Title

Persistence and challenges to filial piety and informal support of older persons in a modern Chinese society : a case study in Tuen Mun, Hong Kong

Document Type

Journal article

Source Publication

Journal of Aging Studies

Publication Date

5-1-2002

Volume

16

Issue

2

First Page

135

Last Page

153

Abstract

Social support networks, consisting principally of family members, neighbors, and friends, can provide various support functions to older persons. As societies modernize, changes in family structure might alter this supportive ability, and changes in traditional values affect the nature of the network and support provided. This may especially be so in rapidly modernizing societies as in the Asia-Pacific region where the traditional role of the family and especially children's duty of care for parents ("filial piety" may be weakening. This proposition was investigated by a qualitative study in a modern new town (Tuen Mun) in Hong Kong. In-depth interviews with 50 older persons in public housing estates were triangulated with data from focus groups and key informants. Living arrangements, geographical proximity, and the quality of relationships between potential caregivers and receivers affected needs for and provision of support, and there were interactions between various components of informal support. An important finding, which also has policy implications, is that traditional Confucian filial piety may be undergoing modification, perhaps erosion, implying ongoing changes in intergenerational relations in this modernizing Asian society.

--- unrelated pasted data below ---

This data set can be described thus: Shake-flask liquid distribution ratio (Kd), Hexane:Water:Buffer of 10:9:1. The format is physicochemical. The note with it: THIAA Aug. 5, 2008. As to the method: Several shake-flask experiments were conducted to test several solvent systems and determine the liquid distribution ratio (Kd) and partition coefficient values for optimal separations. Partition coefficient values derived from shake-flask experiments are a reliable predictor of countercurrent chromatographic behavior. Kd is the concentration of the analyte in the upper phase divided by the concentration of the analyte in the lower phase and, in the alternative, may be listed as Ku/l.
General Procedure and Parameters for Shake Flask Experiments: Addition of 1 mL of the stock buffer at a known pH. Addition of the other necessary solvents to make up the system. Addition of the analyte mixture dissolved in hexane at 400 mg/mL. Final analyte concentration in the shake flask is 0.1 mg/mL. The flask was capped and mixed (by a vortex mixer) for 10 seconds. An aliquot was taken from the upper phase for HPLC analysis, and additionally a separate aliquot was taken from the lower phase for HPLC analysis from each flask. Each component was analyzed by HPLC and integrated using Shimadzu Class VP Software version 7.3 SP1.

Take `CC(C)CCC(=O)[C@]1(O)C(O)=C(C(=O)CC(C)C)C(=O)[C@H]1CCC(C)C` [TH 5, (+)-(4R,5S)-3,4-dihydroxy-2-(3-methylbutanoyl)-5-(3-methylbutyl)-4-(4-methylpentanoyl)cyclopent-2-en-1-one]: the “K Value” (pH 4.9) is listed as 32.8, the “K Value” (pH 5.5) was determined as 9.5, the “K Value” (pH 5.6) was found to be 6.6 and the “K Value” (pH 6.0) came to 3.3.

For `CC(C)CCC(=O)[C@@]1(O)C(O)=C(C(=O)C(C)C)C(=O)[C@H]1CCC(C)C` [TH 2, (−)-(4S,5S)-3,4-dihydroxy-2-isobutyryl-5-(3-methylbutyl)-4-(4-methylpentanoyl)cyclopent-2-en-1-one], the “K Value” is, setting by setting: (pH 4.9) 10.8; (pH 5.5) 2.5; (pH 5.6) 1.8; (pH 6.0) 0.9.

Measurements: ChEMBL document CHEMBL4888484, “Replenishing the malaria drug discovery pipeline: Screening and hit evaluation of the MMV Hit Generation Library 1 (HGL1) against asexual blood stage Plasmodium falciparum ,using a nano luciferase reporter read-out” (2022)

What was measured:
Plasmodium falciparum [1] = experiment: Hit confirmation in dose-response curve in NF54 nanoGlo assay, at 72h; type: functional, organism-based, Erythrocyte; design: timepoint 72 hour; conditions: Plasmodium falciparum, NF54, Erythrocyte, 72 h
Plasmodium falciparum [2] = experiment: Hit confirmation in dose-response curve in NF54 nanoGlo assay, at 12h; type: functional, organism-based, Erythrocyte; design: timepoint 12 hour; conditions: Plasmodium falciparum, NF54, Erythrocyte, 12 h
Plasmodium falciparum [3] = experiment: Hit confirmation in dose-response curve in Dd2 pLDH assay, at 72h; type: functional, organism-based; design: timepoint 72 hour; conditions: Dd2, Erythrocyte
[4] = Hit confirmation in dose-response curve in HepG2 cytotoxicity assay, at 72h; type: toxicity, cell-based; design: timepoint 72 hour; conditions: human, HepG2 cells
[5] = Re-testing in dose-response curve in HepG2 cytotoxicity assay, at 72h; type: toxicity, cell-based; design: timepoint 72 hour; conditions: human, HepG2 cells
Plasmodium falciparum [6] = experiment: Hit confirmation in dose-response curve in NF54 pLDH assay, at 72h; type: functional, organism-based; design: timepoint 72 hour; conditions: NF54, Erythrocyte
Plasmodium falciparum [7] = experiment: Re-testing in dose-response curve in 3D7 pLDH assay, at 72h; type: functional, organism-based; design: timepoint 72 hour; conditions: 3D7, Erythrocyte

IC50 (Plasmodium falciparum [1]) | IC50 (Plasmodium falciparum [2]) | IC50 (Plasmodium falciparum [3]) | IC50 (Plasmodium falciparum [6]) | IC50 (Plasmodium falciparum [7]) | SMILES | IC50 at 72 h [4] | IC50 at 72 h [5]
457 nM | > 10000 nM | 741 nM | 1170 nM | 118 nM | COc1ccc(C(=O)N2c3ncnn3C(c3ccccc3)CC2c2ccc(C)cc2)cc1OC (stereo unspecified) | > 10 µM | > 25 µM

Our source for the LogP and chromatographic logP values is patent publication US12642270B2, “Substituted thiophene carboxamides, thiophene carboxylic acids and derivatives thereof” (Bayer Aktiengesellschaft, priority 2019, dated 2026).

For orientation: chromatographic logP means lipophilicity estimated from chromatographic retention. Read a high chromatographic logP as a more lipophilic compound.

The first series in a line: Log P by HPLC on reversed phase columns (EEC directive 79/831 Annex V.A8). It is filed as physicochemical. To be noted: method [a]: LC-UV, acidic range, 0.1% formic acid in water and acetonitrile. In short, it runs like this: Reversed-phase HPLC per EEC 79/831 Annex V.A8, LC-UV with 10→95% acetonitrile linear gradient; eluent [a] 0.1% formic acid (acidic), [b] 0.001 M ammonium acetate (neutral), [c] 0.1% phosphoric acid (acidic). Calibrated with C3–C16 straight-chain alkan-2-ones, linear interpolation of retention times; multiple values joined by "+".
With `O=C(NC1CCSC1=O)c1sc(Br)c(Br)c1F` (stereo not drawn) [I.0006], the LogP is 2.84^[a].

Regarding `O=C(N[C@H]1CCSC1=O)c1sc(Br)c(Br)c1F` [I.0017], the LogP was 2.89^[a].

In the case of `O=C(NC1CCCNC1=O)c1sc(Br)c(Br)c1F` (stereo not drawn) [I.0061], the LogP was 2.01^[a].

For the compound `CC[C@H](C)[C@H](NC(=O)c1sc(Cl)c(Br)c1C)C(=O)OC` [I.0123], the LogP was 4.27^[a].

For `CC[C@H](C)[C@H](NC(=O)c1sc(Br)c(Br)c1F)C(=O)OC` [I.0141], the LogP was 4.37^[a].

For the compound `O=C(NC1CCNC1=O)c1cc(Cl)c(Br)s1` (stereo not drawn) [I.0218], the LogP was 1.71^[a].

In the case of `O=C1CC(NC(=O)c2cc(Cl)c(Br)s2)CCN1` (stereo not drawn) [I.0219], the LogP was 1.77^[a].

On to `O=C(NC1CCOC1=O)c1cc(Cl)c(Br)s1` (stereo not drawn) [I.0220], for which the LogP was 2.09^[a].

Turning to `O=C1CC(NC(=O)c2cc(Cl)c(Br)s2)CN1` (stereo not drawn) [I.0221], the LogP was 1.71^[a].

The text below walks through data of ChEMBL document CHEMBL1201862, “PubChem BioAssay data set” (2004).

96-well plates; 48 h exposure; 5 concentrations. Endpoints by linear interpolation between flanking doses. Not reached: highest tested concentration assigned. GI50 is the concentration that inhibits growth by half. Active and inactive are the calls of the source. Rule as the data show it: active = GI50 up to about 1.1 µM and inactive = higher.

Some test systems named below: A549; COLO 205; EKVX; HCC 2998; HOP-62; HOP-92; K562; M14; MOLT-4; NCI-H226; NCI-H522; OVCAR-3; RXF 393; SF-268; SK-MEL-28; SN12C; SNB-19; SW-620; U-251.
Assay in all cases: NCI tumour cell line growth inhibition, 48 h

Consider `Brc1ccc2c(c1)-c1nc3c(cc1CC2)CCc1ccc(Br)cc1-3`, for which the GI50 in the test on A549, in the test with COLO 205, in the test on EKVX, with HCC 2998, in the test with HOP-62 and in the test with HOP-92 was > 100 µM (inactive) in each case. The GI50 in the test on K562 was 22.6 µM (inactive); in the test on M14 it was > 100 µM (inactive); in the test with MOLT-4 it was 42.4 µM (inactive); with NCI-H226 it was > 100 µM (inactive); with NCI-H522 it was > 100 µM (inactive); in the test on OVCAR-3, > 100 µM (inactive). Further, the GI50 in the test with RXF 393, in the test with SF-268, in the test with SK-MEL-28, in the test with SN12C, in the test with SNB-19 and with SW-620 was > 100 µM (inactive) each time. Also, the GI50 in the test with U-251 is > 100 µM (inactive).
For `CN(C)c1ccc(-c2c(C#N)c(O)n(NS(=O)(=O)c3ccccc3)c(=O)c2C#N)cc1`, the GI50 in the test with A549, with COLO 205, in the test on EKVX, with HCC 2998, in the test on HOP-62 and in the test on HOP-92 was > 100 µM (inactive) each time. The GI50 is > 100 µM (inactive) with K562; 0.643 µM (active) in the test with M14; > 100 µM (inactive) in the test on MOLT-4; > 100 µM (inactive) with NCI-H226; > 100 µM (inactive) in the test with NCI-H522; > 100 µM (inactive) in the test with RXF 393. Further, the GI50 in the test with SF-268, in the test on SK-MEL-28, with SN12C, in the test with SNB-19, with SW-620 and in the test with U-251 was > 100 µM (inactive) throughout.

DOI

10.1016/S0890-4065(02)00040-3

Print ISSN

08904065

E-ISSN

1879193X

Publisher Statement

Copyright © 2002 Elsevier Science Inc

Access to external full text or publisher's version may require subscription.

Full-text Version

Publisher’s Version

Recommended Citation

Ng, A. C. Y., Phillips, D. R., & Lee, W. K.-m. (2002). Persistence and challenges to filial piety and informal support of older persons in a modern Chinese society: A case study in Tuen Mun, Hong Kong. Journal of Aging Studies, 16(2), 135-153. doi: 10.1016/S0890-4065(02)00040-3